The near-contact binary star RZ Dra revisited


NEW ASTRONOMY, vol.16, no.1, pp.6-11, 2011 (SCI-Expanded) identifier identifier

  • Publication Type: Article / Article
  • Volume: 16 Issue: 1
  • Publication Date: 2011
  • Doi Number: 10.1016/j.newast.2010.06.006
  • Journal Name: NEW ASTRONOMY
  • Journal Indexes: Science Citation Index Expanded (SCI-EXPANDED), Scopus
  • Page Numbers: pp.6-11
  • Çanakkale Onsekiz Mart University Affiliated: Yes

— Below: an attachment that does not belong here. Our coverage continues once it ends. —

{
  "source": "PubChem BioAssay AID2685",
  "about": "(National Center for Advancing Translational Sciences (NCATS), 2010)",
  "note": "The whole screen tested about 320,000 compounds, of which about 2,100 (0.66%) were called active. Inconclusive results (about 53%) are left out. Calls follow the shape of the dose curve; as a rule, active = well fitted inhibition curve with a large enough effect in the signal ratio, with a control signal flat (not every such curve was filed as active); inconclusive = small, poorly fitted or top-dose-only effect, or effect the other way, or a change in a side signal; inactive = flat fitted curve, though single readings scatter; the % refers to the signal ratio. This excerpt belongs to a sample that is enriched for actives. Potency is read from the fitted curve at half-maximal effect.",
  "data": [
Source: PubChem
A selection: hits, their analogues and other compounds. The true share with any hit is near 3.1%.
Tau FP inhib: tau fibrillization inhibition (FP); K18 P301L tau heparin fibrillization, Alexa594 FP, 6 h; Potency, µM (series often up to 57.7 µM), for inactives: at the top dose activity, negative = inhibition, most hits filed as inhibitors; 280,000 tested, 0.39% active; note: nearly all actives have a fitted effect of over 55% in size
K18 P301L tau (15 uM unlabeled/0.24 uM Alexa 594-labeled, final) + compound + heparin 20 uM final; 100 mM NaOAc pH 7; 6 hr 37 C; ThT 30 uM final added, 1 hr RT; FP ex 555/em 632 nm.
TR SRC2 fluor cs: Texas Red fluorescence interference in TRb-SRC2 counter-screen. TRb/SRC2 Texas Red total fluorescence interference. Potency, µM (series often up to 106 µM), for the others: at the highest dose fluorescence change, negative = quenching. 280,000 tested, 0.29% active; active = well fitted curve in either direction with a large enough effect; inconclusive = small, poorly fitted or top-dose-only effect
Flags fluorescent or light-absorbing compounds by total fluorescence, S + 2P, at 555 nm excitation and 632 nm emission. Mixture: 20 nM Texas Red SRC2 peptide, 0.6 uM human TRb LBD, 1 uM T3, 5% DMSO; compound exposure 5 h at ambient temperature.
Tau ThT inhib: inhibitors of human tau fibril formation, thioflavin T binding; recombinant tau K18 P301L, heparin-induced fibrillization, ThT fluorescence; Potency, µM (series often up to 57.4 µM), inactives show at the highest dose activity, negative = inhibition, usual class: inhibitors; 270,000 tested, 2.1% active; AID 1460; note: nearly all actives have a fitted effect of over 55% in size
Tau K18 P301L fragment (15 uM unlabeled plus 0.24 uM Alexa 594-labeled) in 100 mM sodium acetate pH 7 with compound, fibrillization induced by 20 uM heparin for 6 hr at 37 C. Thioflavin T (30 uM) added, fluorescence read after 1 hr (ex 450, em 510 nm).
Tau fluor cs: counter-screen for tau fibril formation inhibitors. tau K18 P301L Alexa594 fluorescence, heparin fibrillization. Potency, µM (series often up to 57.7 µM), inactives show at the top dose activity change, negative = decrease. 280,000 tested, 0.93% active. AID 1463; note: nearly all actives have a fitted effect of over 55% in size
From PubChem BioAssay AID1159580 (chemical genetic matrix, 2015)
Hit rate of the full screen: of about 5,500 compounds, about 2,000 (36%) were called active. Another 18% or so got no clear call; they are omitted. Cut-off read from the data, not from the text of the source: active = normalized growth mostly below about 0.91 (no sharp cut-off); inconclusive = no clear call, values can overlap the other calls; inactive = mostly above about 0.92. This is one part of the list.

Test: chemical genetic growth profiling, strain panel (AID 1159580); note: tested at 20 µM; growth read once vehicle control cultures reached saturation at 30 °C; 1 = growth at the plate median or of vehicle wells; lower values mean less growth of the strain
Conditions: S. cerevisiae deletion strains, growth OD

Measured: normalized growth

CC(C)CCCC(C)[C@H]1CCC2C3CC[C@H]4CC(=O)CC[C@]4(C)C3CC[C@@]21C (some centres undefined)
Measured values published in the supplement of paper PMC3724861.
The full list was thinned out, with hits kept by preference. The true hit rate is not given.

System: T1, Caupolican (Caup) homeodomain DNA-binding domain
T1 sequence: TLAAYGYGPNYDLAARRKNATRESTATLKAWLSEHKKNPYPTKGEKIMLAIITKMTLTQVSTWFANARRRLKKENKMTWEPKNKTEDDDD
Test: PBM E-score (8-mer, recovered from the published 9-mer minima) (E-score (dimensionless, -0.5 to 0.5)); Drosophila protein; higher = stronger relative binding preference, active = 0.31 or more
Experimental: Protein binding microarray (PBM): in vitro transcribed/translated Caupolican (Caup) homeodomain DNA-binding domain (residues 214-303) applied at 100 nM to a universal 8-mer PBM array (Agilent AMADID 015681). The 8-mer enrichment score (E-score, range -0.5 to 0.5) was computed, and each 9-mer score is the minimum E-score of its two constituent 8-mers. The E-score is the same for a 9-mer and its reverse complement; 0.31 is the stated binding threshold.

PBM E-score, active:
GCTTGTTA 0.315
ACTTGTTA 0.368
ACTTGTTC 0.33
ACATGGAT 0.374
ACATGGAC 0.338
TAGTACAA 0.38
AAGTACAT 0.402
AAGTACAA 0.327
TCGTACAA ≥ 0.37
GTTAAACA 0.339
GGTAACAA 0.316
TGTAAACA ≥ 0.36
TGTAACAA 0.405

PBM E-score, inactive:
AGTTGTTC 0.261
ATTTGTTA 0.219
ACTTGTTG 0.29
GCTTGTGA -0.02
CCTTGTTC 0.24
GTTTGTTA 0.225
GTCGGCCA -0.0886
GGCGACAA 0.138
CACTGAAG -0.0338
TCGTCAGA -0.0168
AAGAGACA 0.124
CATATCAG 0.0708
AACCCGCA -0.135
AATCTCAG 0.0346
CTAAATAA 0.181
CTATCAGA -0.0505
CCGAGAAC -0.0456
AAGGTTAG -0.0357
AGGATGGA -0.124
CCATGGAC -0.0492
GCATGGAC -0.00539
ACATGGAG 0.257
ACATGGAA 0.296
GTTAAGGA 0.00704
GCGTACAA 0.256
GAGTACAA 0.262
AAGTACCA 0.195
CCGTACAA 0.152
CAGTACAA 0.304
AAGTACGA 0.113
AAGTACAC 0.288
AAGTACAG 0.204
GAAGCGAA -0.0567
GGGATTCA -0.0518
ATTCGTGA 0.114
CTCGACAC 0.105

This paper presents the absolute parameters of RZ Dra. New CCD observations were made at the Mt. Suhora Observatory in 2007. Two photometric data sets (1990 BV and 2007 BVRI) were analysed using modern light-curve synthesis methods. Large asymmetries in the light curves may be explained in terms of a dark starspot on the primary component, an A6 type star. Due to this magnetic activity, the primary component would appear to belong to the class of Ap-stars and would show small amplitude with delta Scuti-type pulsations. With this in mind, a time-series analysis of the residual light curves was made. However, we found no evidence of pulsation behaviour in RZ Dra. Combining the solutions of our light curves and Rucinski et al. (2000)'s radial velocity curves, the following absolute parameters of the components were determined: M(1) = 1.63 +/- 0.03 M(circle dot), M(2) = 0.70 +/- 0.02 M, R(1) = 1.65 +/- 0.02R(circle dot), R(2) = 1.15 +/- 0.02 R(circle dot), L(1) = 9.72 +/- 0.30 L(circle dot) and L(2) = 0.74 +/- 0.10 L(circle dot). The distance to RZ Dra was calculated as 400 +/- 25 pc, taking into account interstellar extinction. The orbital period of the system was studied using updated O-C information. It was found that the orbital period varied in its long-period sinusoidal form, superimposed on a downward parabola. The parabolic term shows a secular period decrease at a slow rate of 0.06 +/- 0.02 s per century and is explained by the mass loss via magnetized wind of the Ap-star primary. The tilted sinusoidal form of the period variation may be considered as an apparent change and may be interpreted in terms of the light-time effect due to the presence of a third body. (c) 2010 Elsevier B.V. All rights reserved.